As a high school student in Kitchener, Ont., Aminka Belvitt was often the only person of colour in her class. She wanted to attend student leadership conferences, but she had to go looking for those opportunities herself.
"They were never given to the black students in my school," she said. "I'd have to search for things online, take it to my principal and [ask] 'Hey can you support me?'"
Belvitt was steered away from taking pre-university courses, too, but once she realized that, she steered herself back towards them, winning scholarships and graduating from universities in Ottawa and Montreal.
The struggle she had as a teen to be regarded as a future leader is what drove Belvitt to create For Us Girls — programs to empower marginalized young women and help them learn leadership skills.
"I never wanted another girl to go through that, having to fight," she said.
Non-binary teens and those in transition are welcome and have participated in her programs, too.
Belvitt was recently recognized by the Women's Y Foundation of Montreal, which presented her with an award for entrepreneurship. It recognizes her for her work as founder of the Montreal-based non-profit, For Us Girls, as well as her own start-up, WofemTech Solutions, and A New Reality — a tech summit for girls in New York City.
"Aminka is an amazing, dedicated woman," said Rachel Biberian of the Women's Y Foundation. "She has a strong will. She has a big heart. She launched many initiatives to empower women."
'Her confidence is contagious'
Rachel Campbell first learned about For Us Girls when she was 16. A teacher at her high school distributed pamphlets about a project called C for Coding, a weekend club organized by For Us Girls where girls learn computer programming skills.
After years of enduring bullying and racist remarks in elementary school, Rachel was in a high school where she no longer stood out from the crowd — but she felt lost.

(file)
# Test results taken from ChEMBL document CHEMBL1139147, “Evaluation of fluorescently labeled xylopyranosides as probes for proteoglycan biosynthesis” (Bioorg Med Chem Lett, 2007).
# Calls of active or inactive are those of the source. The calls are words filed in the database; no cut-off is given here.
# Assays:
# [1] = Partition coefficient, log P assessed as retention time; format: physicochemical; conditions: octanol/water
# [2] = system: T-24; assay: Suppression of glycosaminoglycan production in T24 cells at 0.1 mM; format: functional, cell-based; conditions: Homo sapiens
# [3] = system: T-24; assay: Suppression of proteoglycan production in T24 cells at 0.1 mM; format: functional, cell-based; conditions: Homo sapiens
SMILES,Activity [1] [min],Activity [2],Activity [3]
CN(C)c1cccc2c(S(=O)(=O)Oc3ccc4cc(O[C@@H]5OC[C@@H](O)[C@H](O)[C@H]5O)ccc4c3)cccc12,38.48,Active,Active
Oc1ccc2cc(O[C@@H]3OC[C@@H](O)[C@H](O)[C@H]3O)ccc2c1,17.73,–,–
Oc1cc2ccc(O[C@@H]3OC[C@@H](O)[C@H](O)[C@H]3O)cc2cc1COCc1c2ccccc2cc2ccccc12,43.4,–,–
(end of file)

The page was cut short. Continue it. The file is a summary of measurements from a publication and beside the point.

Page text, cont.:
Belvitt radiated confidence, and meeting her through C for Coding was a turning point for Campbell.
"That confidence was so contagious that I felt comfortable just being who I am," she said.
At another For Us Girls program, a seven-week leadership and entrepreneurship training course for young women of colour, Campbell developed a plan for her own start-up — a clothing company that caters to anyone who feels excluded, for any reason.
"I'm not skinny, so I definitely want to [offer] the plus sizes or even the extra, extra small sizes so everybody could feel included," she said.
That program, called Young Global Leaders, encourages participants to be social entrepreneurs whose work reflects at least one of the United Nations' sustainable development goals.
With that in mind, Campbell drafted a business plan that includes offering youth workshops on body image and donating 10 percent of profits to a suicide prevention program.
She says the mentoring she received from Belvitt taught her about branding and how to target markets. But more importantly, Campbell, now 18, has learned to love herself.
"I'm grateful, very grateful," she said.
'I want to be her'
Tingxuan Echo Jiang, another graduate of the Young Global Leaders program, has been inspired by Belvitt and how much she has done for girls and young women.
"I want to be her in 10 years, 20 years," says Jiang, an international student from China, who came to Canada on her own at 15 and is now in her second year at Dawson College.
"I had zero connections in Montreal," she said. "Everything was new."
She discovered For Us Girls Foundation when she was assigned to do an internship there during her first year at Dawson.
Later, when she became a participant in the entrepreneurship program, Jiang created a business plan for an app that monitors the expiry dates of food in your fridge, suggests recipes using that food, and minimizes waste.
Jiang said she is determined to make that plan a reality and now sees herself as more than "just a student."
"I could really change the world. I could be a global leader," she said.
Coming up with a plan
Danielle Cayabyab, another participant, has no plans of becoming an entrepreneur, but she says the skills she learned in the program still changed her life.
She moved to Montreal from the Philippines last year and was still adjusting to life here when a friend told her about the Young Global Leaders program.
Cayabyab was studying nursing and wanted to transfer into a psychology program, but she was afraid to tell her parents, who expected her to eventually study medicine.
Danielle says using the skills she learned at For Us Girls, she prepared an education plan with a timeline and presented it to her parents. To her surprise, her parents have been very supportive.
For Belvitt, any time a young woman grows in confidence equals success.
She is now going back to the town she grew up in, taking For Us Girls back to Kitchener, and setting up the same programs there that she established in Montreal.
She takes her inspiration from the words of Barack and Michelle Obama: "When you get through the door, make sure you go back and bring others along with you."